mardi 15 mars 2016
ISA : Learning from the South? The Horn of Africa as a Litmus Test for IR Theories and Frameworks
L’International Studies Association (ISA) organise chaque année une convention réunissant plus de 5000 internationalistes. L'édition 2016 se déroule du 16 au 19 mars à Atlanta (Géorgie/Etats-Unis). Un panel est organisé samedi 19 sur la Corne de l'Afrique : "Learning from the South? The Horn of Africa as a Litmus Test for IR Theories and Frameworks". Vous trouverez la présentation de ce panel ci-dessous. Nous vous invitons à consulter le programme de cette convention dont la thématique cette année est : "Exploring Peace".
The Lone State: Eritrea's Foreign Policy: Jean-Baptiste Jeangene Vilmer (Sciences Po Paris)
Abstract : Eritrea is a totalitarian garrison state. As Hannah Arendt described it, totalitarianism is a quasi-scientific experiment that requires a controlled environment: the country is a laboratory. The first step is therefore to isolate the nation, hermetically sealing it off from the outside world. Controlling the environment allows the production of controllable subjects. Through this process, which prevents those outside the country form entering and those within the country from leaving, an important step to pursue a bellicose foreign policy, waging war to justify the closure of borders and curtailments of liberties. Based on a fieldwork and various primary sources, the purpose of this article is twofold: on the one hand to consolidate and update comprehension of Eritrea’s foreign policy, given the relative scarcity of existing secondary literature; and on the other hand, to present Eritrea’s foreign policy as a means to the totalitarian end of closing off the country.
Djibouti as a Small State: Challenges and Limits of an Extraversion Strategy : Sonia Le Gouriellec (IRSEM Institute For Strategic research Ecole militaire
Abstract :R. Patman describes the states in the Horn of Africa, and their building, as a "political metaphor". This is especially true for Djibouti. This small state – indeed a microstate even if there is no broad consensus on both definitions – survives in a region where the numbers of states and borders has largely increased. The demarcation of their borders is therefore a very sensitive issue. Since Djibouti’s independence in 1977, its sovereignty has been a subject of discussion. As a consequence, Djibouti has developed strategies to survive and exist in the region. Based on fieldwork (several research trips), this paper aims to explore the dimensions of this strategy and its evolution between independence and today. How does this small state make use of the resources offered by the international system to survive and become a regional actor? What are the threats that jeopardize this strategy? How can Djibouti contribute to the small states studies?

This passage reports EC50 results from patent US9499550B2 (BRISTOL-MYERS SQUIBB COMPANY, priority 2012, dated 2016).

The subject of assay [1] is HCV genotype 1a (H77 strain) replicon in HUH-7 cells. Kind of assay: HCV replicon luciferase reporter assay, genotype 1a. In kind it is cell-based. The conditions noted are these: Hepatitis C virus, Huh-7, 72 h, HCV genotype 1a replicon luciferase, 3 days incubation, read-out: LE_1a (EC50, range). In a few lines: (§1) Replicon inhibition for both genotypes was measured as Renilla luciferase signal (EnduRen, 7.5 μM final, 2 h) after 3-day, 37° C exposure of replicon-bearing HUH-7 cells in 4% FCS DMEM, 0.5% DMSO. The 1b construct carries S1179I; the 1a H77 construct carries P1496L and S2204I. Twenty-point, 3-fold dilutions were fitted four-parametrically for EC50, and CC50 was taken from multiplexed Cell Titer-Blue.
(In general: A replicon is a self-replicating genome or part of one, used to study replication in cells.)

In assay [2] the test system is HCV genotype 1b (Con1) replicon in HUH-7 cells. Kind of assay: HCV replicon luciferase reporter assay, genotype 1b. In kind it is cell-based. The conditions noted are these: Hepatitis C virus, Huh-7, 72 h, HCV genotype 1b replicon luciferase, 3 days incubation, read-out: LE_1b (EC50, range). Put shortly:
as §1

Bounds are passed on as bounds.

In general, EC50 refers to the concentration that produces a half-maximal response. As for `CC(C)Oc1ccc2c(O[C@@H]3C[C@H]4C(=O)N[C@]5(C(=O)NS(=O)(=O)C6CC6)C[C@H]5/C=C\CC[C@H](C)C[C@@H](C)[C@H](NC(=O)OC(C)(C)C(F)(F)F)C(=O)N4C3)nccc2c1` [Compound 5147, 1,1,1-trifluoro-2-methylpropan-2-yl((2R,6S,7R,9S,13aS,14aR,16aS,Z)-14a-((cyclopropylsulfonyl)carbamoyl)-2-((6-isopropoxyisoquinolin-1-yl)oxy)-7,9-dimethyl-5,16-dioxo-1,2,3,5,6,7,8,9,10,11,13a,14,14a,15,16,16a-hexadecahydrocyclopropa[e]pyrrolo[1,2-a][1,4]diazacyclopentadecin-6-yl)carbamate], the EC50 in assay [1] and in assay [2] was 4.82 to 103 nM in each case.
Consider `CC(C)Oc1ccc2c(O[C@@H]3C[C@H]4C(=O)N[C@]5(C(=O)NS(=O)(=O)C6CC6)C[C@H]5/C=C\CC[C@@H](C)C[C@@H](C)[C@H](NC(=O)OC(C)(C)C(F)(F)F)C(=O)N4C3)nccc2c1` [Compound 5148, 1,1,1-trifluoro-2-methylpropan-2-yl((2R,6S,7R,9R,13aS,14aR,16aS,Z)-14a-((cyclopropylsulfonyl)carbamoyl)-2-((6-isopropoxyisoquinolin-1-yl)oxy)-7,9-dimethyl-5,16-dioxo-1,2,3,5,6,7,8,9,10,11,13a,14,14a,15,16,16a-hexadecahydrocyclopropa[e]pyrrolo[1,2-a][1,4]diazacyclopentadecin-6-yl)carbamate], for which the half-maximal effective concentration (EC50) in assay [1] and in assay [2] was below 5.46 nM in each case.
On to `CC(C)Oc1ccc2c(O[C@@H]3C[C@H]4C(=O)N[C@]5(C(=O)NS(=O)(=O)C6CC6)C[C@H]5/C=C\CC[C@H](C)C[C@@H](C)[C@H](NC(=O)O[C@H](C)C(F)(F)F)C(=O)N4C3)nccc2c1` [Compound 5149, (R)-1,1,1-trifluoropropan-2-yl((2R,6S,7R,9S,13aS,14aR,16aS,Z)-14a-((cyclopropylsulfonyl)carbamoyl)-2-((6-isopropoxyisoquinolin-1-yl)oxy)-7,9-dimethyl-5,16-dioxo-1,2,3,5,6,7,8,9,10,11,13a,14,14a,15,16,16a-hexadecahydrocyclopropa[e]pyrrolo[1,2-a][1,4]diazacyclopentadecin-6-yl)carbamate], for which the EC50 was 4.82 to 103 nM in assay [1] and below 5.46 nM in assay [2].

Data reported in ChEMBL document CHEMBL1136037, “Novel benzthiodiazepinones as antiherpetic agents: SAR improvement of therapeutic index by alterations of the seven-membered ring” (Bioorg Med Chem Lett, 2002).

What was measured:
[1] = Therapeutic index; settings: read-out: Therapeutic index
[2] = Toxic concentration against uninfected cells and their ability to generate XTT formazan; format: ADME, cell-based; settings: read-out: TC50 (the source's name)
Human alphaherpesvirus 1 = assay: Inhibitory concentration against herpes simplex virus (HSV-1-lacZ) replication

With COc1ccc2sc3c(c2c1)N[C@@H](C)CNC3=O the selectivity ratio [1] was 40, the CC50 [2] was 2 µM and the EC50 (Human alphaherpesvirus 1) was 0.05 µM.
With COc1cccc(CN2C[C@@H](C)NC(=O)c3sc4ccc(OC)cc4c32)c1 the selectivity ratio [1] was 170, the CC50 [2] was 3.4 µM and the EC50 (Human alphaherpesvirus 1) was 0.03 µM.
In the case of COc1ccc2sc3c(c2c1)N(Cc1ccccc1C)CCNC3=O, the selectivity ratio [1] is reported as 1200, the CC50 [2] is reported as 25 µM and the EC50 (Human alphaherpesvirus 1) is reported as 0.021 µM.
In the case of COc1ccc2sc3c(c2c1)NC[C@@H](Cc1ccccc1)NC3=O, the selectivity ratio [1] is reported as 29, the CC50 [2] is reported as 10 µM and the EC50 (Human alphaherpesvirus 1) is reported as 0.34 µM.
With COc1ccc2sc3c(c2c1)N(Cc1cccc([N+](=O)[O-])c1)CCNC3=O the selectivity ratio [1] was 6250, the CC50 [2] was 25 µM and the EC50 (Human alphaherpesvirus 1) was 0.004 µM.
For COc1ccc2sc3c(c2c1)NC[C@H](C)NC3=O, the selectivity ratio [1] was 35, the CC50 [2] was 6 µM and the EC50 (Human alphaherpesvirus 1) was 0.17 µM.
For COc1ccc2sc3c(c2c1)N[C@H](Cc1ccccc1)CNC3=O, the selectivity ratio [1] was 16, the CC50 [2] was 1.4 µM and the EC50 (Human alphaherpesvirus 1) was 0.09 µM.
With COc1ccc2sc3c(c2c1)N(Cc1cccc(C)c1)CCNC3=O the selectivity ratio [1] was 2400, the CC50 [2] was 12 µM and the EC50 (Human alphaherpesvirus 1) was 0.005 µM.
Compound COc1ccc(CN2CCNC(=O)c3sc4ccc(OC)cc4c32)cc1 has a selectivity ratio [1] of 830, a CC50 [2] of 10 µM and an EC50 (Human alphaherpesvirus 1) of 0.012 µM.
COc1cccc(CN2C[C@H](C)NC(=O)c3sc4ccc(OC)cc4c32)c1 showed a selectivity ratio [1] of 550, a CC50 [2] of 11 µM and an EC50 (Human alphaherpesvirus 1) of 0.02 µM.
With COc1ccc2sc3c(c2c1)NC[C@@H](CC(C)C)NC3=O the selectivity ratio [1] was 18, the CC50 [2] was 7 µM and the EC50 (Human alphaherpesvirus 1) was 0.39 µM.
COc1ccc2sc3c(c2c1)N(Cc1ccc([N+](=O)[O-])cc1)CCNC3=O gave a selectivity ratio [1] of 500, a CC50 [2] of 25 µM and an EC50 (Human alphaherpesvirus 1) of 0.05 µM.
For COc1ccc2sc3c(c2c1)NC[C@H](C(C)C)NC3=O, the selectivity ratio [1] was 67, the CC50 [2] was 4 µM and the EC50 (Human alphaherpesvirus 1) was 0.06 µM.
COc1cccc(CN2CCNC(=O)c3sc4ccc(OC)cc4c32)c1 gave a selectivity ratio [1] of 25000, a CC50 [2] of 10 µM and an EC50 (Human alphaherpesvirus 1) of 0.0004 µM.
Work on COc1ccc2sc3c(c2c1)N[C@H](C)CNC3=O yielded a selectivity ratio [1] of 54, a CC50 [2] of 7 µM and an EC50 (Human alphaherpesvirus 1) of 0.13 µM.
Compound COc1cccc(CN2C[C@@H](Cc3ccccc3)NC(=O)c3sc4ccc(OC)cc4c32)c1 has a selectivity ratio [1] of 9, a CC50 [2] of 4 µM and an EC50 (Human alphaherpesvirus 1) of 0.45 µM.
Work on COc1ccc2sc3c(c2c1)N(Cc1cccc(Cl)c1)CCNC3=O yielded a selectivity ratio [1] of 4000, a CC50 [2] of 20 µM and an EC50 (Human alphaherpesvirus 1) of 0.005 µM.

The Little Big Man of Eastern Africa: Explaining the Politics of Personalities in Uganda’s Relations with the Two Sudans: Øystein Rolandsen (Peace Research Institute Oslo)
Abstract :Uganda relations with its neighbouring countries and its role in regional co-operation has under Museveni (1986- ) undergone a remarkable transformation. When the rebel movement NRM/A sized power Uganda was a weak country riven by civil war, but it soon changed into a regional bully and has now become a major power within the eastern Africa/Horn of Africa security complex. Friends and foes of the Government of Uganda attribute this change to the personality of the President and his foreign policy ambitions. This runs counter to theories emphasising structural factors when explaining the actions of states in IR. Using Uganda and its relations with the two Sudans as a case this paper argues that the personal power vested in leaders within informal neo-patrimonial nettworks give heads of state considerable room to manoeuvre when handling foreign affairs. But the checks and balances of patron-client relationships constrains the actions of the leader.
Security Threats and Alliance Tradeoffs in the Horn of Africa: Ethiopia Vis a Vis Somaliland and Somalia: Andualem Belaineh (PhD student at Institute for Peace & Security Studies, Addis Ababa University, Ethiopia)
Abstract : Some argue that International Relations (IR) are about the politics of powerful states and that, as a consequence, there is an African exceptionalism which explains IR’s inability to accurately address African experiences. Indeed, Africa has often been neglected by the different theoretical approaches to IR and more generally by the discipline. This is surprising. In contrast, this panel shows that Africa is a productive laboratory for researchers in IR and security studies. While recent events have shifted global attention toward the Sahara, we invite scholars and practitioners to turn their gaze to the Horn of Africa. This region gathers some of the most enduring interlinked political rivalries within the International System. Importantly, it challenges and sometimes clarifies powerful concepts developed by the field (e.g. hegemonic stability, regional security complex, security dilemma, failed states, small state, sovereignty, etc). Thus, the contributors to the panel seek to show that the Horn of Africa is pertinent not only for area specialists but also constitutes a remarkable ground for fieldwork and theory-testing of both old and new approaches. Overall, the panel aims to initiate a new research agenda, which combines deductive and inductive approaches.